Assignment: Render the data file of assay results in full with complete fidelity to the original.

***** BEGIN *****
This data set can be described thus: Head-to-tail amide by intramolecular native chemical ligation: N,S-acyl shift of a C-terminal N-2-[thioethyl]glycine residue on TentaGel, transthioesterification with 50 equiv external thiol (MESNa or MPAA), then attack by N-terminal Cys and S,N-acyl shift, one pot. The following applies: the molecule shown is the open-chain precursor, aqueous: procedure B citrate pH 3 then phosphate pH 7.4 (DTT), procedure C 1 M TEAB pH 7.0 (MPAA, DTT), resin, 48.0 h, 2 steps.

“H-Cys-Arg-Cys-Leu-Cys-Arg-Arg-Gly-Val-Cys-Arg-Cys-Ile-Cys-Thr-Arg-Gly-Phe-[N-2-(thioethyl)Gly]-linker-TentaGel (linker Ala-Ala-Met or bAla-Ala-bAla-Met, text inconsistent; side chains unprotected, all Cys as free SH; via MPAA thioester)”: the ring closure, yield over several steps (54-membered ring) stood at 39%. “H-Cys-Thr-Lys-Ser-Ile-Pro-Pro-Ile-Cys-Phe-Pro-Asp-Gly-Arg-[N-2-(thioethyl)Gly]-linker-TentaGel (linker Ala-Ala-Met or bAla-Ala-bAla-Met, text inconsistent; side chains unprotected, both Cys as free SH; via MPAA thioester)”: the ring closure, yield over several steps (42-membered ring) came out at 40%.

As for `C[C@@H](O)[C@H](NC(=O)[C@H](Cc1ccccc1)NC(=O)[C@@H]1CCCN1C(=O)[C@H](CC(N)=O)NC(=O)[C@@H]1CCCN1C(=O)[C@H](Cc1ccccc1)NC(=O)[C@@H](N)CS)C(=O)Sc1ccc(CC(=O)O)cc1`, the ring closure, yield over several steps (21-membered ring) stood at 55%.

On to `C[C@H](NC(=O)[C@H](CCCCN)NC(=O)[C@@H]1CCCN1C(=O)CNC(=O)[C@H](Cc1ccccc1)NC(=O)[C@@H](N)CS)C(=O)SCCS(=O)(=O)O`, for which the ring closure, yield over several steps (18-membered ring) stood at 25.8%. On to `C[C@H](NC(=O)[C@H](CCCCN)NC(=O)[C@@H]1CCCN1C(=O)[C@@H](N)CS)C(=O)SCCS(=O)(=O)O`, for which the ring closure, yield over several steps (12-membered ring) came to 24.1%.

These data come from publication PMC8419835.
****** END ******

This data set can be described thus: Head-to-tail amide by intramolecular native chemical ligation: N,S-acyl shift of a C-terminal N-2-[thioethyl]glycine residue on TentaGel, transthioesterification with 50 equiv external thiol (MESNa or MPAA), then attack by N-terminal Cys and S,N-acyl shift, one pot. The following applies: the molecule shown is the open-chain precursor, aqueous: procedure B citrate pH 3 then phosphate pH 7.4 (DTT), procedure C 1 M TEAB pH 7.0 (MPAA, DTT), resin, 48.0 h, 2 steps.

“H-Cys-Arg-Cys-Leu-Cys-Arg-Arg-Gly-Val-Cys-Arg-Cys-Ile-Cys-Thr-Arg-Gly-Phe-[N-2-(thioethyl)Gly]-linker-TentaGel (linker Ala-Ala-Met or bAla-Ala-bAla-Met, text inconsistent; side chains unprotected, all Cys as free SH; via MPAA thioester)”: the ring closure, yield over several steps (54-membered ring) stood at 39%. “H-Cys-Thr-Lys-Ser-Ile-Pro-Pro-Ile-Cys-Phe-Pro-Asp-Gly-Arg-[N-2-(thioethyl)Gly]-linker-TentaGel (linker Ala-Ala-Met or bAla-Ala-bAla-Met, text inconsistent; side chains unprotected, both Cys as free SH; via MPAA thioester)”: the ring closure, yield over several steps (42-membered ring) came out at 40%.

As for `C[C@@H](O)[C@H](NC(=O)[C@H](Cc1ccccc1)NC(=O)[C@@H]1CCCN1C(=O)[C@H](CC(N)=O)NC(=O)[C@@H]1CCCN1C(=O)[C@H](Cc1ccccc1)NC(=O)[C@@H](N)CS)C(=O)Sc1ccc(CC(=O)O)cc1`, the ring closure, yield over several steps (21-membered ring) stood at 55%.

On to `C[C@H](NC(=O)[C@H](CCCCN)NC(=O)[C@@H]1CCCN1C(=O)CNC(=O)[C@H](Cc1ccccc1)NC(=O)[C@@H](N)CS)C(=O)SCCS(=O)(=O)O`, for which the ring closure, yield over several steps (18-membered ring) stood at 25.8%. On to `C[C@H](NC(=O)[C@H](CCCCN)NC(=O)[C@@H]1CCCN1C(=O)[C@@H](N)CS)C(=O)SCCS(=O)(=O)O`, for which the ring closure, yield over several steps (12-membered ring) came to 24.1%.

These data come from publication PMC8419835.